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Oral D-mannose in recurrent urinary tract infections in women: a pilot study

Oral D-mannose in recurrent urinary tract infections in women: a pilot study

First Published January 10, 2014 Research Article

In recurrent urinary tract infections (UTIs) usual prophylactic antibiotic regimes do not change the long-term risk of recurrence. Our aim was to evaluate the efficacy of D-mannose in the treatment and prophylaxis of recurrent UTIs.

In this randomized cross-over trial female patients were eligible for the study if they had an acute symptomatic UTI and three or more recurrent UTIs during the preceding 12 months. Suitable patients were randomly assigned to antibiotic treatment with trimethoprim/sulfamethoxazole or to a regimen of oral D-mannose 1 g 3 times a day, every 8 hours for 2 weeks, and subsequently 1 g twice a day for 22 weeks. They received the other intervention in the second phase of the study, with no further antibiotic prophylaxis. The primary endpoint was evaluation of the elapsed time to recurrence; secondary endpoints were evaluation of bladder pain (VASp) and urinary urgency (VASu).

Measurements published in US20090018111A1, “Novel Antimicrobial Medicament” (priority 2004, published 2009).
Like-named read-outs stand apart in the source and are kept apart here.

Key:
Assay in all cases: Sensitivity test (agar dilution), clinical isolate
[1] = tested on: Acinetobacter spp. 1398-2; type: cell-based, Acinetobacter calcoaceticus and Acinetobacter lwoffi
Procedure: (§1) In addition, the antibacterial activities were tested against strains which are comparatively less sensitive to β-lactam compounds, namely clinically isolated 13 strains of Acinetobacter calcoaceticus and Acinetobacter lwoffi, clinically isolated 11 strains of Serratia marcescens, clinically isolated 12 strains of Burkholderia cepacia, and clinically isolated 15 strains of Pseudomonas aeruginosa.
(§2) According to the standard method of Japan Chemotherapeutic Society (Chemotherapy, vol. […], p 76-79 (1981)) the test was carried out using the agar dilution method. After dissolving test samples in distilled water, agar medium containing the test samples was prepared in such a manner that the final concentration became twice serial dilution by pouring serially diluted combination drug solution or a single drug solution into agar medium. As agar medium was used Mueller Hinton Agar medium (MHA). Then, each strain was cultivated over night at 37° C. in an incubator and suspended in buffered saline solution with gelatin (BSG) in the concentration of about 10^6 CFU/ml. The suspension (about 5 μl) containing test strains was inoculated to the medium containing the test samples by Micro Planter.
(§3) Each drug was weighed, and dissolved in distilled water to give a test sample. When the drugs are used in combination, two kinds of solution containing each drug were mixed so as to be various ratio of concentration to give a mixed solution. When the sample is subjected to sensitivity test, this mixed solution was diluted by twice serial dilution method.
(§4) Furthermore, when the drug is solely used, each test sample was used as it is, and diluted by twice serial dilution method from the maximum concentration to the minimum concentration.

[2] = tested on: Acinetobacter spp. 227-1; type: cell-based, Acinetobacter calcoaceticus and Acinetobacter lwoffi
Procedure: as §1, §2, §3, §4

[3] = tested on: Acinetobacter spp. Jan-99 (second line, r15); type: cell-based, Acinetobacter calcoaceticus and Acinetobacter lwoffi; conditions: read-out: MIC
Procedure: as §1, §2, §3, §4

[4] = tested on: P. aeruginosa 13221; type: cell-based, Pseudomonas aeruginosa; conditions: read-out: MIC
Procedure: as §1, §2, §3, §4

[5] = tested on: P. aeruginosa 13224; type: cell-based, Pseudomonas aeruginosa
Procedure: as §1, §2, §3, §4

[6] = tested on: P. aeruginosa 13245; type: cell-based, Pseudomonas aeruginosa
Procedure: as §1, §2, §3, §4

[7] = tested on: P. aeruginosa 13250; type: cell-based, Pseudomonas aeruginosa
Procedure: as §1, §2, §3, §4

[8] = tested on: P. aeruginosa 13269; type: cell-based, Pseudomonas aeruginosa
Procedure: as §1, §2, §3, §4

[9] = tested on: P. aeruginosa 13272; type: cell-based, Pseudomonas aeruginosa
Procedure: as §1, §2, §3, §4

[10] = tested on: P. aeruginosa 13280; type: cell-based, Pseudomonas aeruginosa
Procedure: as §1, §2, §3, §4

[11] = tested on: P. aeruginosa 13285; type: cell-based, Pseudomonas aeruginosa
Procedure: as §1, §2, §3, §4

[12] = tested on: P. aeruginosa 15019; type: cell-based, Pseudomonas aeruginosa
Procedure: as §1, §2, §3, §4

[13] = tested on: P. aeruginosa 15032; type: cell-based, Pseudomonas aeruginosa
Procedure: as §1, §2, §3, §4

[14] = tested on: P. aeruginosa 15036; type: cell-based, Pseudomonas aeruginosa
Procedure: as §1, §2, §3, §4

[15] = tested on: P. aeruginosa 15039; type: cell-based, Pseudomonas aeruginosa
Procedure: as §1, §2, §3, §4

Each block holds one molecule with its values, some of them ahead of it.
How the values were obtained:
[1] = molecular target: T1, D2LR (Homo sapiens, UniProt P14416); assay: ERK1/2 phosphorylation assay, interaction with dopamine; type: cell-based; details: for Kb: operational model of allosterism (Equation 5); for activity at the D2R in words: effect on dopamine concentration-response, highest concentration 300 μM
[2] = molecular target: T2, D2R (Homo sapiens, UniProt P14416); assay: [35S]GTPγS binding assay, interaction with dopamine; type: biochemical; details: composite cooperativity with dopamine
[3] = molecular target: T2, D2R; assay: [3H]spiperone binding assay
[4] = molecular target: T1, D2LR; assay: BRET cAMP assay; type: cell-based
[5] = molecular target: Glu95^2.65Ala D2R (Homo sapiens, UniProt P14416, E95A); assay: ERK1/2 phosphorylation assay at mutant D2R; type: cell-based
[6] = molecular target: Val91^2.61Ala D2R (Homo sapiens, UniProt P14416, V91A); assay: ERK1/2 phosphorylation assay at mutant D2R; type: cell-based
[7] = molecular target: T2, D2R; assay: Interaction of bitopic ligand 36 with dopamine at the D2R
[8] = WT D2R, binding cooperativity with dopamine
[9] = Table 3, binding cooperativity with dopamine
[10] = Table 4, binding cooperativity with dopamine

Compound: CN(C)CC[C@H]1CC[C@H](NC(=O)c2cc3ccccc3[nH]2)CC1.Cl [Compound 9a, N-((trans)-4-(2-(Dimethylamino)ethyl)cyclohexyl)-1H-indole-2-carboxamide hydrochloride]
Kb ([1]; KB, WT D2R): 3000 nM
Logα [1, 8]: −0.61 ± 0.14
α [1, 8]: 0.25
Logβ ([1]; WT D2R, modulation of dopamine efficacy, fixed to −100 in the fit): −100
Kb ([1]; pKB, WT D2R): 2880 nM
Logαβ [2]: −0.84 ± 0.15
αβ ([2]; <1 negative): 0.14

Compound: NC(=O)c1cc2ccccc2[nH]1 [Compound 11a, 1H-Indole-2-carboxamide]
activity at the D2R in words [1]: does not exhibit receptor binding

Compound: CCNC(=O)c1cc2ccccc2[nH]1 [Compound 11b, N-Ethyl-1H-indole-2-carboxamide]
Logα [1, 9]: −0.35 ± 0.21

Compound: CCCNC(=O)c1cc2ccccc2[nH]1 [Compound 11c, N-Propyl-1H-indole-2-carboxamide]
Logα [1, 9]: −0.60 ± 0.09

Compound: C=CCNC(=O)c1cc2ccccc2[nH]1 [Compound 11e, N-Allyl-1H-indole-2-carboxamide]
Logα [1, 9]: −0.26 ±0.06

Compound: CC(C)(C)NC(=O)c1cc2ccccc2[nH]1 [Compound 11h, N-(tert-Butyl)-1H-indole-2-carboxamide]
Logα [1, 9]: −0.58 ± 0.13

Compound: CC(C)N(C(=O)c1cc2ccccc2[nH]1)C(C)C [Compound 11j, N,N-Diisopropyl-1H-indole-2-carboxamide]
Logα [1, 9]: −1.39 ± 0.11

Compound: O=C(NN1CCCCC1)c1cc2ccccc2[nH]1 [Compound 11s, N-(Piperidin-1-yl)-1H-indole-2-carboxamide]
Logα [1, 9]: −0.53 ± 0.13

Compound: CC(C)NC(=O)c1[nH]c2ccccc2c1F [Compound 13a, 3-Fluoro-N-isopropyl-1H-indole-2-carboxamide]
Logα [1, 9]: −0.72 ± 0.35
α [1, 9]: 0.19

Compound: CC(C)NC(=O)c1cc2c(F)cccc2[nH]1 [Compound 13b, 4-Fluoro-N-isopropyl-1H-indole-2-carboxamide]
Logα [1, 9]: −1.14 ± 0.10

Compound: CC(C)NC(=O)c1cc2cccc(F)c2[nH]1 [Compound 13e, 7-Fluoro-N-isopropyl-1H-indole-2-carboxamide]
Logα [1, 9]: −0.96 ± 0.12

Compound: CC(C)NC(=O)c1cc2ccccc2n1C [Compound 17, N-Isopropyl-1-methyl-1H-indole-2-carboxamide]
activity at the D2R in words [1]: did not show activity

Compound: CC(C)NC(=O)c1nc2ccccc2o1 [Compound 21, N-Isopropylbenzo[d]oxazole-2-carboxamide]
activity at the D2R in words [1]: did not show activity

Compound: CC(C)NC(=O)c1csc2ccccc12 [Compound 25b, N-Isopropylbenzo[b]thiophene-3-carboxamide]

The results for quantitative variables were expressed as mean values and SD as they were all normally distributed (Shapiro–Wilk test). In total, 60 patients aged between 22 and 54 years (mean 42 years) were included. Mean time to UTI recurrence was 52.7 days with antibiotic treatment, and 200 days with oral D-mannose (p < 0.0001).

Mean VASp, VASu score, and average numbers of 24-hour voidings decreased significantly. D-mannose appeared to be a safe and effective treatment for recurrent UTIs in adult women. A significant difference was observed in the proportion of women remaining infection free versus antibiotic treatment.

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